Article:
Sir Terry Wogan's Radio 2 show breached broadcasting guidelines, the BBC Trust has said, after the veteran presenter appeared to make light of the Costa Concordia tragedy.
The radio star made the comments, which listeners complained were "inappropriate and offensive", nine days after the cruise ship ran aground in January.
At the time, it was reported that at least 11 people had died - the number later rose to 32 - and the search for survivors was still ongoing.
Sir Terry made a joke after disco track Rock The Boat was played on his two-hour live Sunday morning show, Weekend Wogan.
As the song faded, he mused on whether it had been an appropriate song and joked about the ship's captain and wanting to be the first in the lifeboat if the BBC went down.
"Frankly if I had my time over again, and given the boating tragedy in Italy, I mightn't have picked that as an opening song," he chuckled.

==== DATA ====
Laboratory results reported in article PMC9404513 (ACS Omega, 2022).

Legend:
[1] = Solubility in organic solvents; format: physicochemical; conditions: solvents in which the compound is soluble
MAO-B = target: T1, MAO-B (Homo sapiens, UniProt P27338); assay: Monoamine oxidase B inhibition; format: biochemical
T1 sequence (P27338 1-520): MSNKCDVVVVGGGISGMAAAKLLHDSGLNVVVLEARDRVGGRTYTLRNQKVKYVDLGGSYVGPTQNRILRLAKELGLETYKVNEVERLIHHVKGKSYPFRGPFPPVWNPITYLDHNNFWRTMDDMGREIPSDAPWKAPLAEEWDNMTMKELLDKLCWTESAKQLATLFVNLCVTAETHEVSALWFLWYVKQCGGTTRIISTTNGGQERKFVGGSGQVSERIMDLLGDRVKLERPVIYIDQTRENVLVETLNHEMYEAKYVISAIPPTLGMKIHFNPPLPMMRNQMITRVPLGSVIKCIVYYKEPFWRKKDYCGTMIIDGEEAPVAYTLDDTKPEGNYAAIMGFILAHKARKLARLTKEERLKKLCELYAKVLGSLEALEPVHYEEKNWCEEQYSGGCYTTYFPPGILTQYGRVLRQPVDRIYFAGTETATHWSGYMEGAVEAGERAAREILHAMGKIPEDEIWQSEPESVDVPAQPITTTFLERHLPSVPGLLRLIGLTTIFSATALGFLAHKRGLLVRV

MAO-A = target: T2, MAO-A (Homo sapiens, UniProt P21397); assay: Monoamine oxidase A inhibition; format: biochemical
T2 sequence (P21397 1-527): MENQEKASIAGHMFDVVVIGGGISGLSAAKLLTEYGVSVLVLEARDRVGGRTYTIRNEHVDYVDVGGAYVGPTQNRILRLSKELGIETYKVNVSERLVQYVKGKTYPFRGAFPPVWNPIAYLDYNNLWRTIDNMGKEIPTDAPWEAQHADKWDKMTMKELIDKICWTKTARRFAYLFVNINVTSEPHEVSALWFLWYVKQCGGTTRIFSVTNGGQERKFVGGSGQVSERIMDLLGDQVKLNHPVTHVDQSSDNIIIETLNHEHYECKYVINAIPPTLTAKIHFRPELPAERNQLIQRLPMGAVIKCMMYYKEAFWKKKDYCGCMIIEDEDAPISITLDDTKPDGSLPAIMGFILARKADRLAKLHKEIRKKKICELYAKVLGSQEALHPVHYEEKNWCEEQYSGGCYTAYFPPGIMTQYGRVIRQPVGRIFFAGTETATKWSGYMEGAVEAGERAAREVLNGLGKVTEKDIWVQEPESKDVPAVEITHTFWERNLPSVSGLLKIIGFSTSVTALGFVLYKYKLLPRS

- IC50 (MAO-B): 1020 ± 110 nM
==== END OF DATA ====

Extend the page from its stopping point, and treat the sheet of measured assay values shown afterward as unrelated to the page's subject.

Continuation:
"Rock The Boat, argh, Captain Coward," he added.
Later, after the news bulletin he said to the announcer: "I don't know about you ... but I'll be the last to leave the BBC."
He added later: "Not sinking is it? Me first, never mind the women and children, I'm not even Italian."
The comments were referred to the BBC Trust after the Editorial Complaints Unit ruled that they did not warrant a public apology, even though they had been "inappropriate" and "ran the risk of causing offence".
The trust's Editorial Standards Committee, which acts as the final arbiter of appeals if complainants are unhappy with the way their initial complaints have been dealt with by BBC management, said it was surprised that there had not been an on-air apology.
Sir Terry's remarks were "characteristically self-deprecating, joking about his own lack of bravery rather than the victims of the tragedy itself," The trust said.
"In this context the committee did not believe there had been any intention to cause offence.
"The committee, however, did conclude that there was a real risk of causing offence and in this context the guidelines had been breached.
"The committee expressed surprise that the BBC did not apologise on-air on the day," it said.
But it added that as the BBC had accepted that the remarks and music were inappropriate and had apologised to the listener, there should be no further sanction.